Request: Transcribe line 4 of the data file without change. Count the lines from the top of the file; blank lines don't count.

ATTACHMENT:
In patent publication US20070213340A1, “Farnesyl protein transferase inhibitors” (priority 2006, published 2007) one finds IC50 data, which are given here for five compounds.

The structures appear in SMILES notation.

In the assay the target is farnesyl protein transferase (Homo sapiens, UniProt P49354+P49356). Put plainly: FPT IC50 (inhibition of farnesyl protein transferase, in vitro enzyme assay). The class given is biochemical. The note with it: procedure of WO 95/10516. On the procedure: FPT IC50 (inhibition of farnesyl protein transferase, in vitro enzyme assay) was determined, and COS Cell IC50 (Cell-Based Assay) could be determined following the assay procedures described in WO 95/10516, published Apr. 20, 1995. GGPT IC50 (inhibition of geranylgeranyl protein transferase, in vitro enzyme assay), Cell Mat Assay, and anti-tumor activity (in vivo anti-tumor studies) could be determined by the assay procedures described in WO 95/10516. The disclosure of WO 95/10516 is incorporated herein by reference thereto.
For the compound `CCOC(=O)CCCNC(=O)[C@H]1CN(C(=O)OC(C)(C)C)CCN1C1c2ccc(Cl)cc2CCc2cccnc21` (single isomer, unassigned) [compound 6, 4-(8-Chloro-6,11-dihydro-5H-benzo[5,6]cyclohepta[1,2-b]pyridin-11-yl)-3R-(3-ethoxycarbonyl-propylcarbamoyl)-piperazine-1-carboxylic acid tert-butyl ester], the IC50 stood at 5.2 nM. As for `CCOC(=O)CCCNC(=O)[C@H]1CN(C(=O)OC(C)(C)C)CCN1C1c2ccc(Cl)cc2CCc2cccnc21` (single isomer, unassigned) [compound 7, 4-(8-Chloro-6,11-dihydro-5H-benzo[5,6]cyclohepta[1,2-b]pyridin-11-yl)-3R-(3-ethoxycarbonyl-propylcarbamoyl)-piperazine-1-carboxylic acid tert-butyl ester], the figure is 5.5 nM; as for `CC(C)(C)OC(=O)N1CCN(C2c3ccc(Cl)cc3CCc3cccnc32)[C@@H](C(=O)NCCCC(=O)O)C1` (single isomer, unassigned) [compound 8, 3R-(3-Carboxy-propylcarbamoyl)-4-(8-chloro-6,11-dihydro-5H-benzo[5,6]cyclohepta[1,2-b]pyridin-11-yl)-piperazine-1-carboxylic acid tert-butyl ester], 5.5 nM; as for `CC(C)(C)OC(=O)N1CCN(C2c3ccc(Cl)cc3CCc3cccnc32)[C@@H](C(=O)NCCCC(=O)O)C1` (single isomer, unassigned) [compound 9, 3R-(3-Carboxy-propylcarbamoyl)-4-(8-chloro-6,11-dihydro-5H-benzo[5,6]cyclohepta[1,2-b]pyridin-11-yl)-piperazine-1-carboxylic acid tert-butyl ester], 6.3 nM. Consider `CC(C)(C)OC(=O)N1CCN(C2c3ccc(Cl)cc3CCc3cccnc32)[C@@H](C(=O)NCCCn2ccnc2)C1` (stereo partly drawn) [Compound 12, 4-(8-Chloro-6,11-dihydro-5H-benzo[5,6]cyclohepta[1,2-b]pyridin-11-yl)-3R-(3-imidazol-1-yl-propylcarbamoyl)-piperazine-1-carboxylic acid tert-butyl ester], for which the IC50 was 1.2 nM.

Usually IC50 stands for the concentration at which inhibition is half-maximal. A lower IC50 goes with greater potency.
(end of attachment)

For the compound `CCOC(=O)CCCNC(=O)[C@H]1CN(C(=O)OC(C)(C)C)CCN1C1c2ccc(Cl)cc2CCc2cccnc21` (single isomer, unassigned) [compound 6, 4-(8-Chloro-6,11-dihydro-5H-benzo[5,6]cyclohepta[1,2-b]pyridin-11-yl)-3R-(3-ethoxycarbonyl-propylcarbamoyl)-piperazine-1-carboxylic acid tert-butyl ester], the IC50 stood at 5.2 nM. As for `CCOC(=O)CCCNC(=O)[C@H]1CN(C(=O)OC(C)(C)C)CCN1C1c2ccc(Cl)cc2CCc2cccnc21` (single isomer, unassigned) [compound 7, 4-(8-Chloro-6,11-dihydro-5H-benzo[5,6]cyclohepta[1,2-b]pyridin-11-yl)-3R-(3-ethoxycarbonyl-propylcarbamoyl)-piperazine-1-carboxylic acid tert-butyl ester], the figure is 5.5 nM; as for `CC(C)(C)OC(=O)N1CCN(C2c3ccc(Cl)cc3CCc3cccnc32)[C@@H](C(=O)NCCCC(=O)O)C1` (single isomer, unassigned) [compound 8, 3R-(3-Carboxy-propylcarbamoyl)-4-(8-chloro-6,11-dihydro-5H-benzo[5,6]cyclohepta[1,2-b]pyridin-11-yl)-piperazine-1-carboxylic acid tert-butyl ester], 5.5 nM; as for `CC(C)(C)OC(=O)N1CCN(C2c3ccc(Cl)cc3CCc3cccnc32)[C@@H](C(=O)NCCCC(=O)O)C1` (single isomer, unassigned) [compound 9, 3R-(3-Carboxy-propylcarbamoyl)-4-(8-chloro-6,11-dihydro-5H-benzo[5,6]cyclohepta[1,2-b]pyridin-11-yl)-piperazine-1-carboxylic acid tert-butyl ester], 6.3 nM. Consider `CC(C)(C)OC(=O)N1CCN(C2c3ccc(Cl)cc3CCc3cccnc32)[C@@H](C(=O)NCCCn2ccnc2)C1` (stereo partly drawn) [Compound 12, 4-(8-Chloro-6,11-dihydro-5H-benzo[5,6]cyclohepta[1,2-b]pyridin-11-yl)-3R-(3-imidazol-1-yl-propylcarbamoyl)-piperazine-1-carboxylic acid tert-butyl ester], for which the IC50 was 1.2 nM.